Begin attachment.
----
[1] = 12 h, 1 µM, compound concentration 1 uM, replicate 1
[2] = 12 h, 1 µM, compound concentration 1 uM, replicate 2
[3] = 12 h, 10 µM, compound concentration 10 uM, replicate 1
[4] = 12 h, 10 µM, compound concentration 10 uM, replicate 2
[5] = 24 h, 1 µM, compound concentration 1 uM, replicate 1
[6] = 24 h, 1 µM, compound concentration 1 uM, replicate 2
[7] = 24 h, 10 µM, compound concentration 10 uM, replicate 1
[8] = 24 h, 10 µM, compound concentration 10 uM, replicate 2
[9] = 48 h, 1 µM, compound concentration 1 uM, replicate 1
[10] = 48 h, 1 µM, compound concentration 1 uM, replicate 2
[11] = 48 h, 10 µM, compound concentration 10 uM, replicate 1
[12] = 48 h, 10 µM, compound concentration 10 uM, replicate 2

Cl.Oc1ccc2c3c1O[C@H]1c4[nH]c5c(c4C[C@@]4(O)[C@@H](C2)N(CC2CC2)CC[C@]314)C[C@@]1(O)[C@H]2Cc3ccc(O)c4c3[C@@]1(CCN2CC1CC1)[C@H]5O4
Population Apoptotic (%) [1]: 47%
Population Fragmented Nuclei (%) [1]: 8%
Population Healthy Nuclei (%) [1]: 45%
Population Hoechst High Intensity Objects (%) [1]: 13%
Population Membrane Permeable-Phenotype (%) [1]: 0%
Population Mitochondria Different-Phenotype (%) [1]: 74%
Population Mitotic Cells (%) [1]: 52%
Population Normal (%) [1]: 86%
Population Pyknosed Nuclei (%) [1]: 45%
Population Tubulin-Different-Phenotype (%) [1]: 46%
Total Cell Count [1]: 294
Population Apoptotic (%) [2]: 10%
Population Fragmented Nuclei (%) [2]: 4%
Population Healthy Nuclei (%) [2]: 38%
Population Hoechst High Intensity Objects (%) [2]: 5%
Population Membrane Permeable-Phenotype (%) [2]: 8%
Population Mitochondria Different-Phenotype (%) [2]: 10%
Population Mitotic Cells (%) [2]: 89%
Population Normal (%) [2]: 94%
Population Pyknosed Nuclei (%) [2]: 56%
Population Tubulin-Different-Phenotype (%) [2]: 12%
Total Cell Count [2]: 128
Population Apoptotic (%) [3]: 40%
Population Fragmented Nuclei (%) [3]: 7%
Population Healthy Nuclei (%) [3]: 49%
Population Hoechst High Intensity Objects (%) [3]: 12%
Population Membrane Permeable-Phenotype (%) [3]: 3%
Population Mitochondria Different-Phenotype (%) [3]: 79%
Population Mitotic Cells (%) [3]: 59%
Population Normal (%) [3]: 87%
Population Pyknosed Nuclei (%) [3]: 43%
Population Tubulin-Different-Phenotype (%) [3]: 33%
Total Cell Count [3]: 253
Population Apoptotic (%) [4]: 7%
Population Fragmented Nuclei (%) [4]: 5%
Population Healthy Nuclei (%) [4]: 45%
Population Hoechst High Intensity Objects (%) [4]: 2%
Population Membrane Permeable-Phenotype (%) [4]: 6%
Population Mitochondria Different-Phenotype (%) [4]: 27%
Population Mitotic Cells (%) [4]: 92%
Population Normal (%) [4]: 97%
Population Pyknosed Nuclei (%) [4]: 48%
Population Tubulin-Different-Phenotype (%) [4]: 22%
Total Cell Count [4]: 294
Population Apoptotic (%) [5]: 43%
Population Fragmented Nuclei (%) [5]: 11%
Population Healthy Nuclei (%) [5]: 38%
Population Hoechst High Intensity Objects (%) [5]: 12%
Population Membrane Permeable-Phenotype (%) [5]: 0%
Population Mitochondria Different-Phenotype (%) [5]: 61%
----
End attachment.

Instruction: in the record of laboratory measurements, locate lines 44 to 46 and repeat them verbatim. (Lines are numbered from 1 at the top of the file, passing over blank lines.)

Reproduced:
Population Pyknosed Nuclei (%) [3]: 43%
Population Tubulin-Different-Phenotype (%) [3]: 33%
Total Cell Count [3]: 253